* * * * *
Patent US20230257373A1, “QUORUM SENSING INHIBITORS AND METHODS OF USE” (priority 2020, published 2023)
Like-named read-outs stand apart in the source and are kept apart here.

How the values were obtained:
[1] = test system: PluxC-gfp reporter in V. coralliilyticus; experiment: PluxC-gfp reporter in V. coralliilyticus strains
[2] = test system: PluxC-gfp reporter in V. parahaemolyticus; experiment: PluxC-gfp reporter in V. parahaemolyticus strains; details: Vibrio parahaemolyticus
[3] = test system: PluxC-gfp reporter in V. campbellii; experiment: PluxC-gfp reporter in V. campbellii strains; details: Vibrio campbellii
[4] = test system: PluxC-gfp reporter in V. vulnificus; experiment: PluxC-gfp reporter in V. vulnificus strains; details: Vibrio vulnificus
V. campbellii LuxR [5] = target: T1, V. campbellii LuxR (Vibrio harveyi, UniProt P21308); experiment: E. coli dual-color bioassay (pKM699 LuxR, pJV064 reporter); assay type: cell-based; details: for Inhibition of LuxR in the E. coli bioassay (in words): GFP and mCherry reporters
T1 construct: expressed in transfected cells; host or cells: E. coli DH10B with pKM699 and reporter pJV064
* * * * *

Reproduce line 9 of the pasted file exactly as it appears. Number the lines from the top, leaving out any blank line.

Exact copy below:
T1 construct: expressed in transfected cells; host or cells: E. coli DH10B with pKM699 and reporter pJV064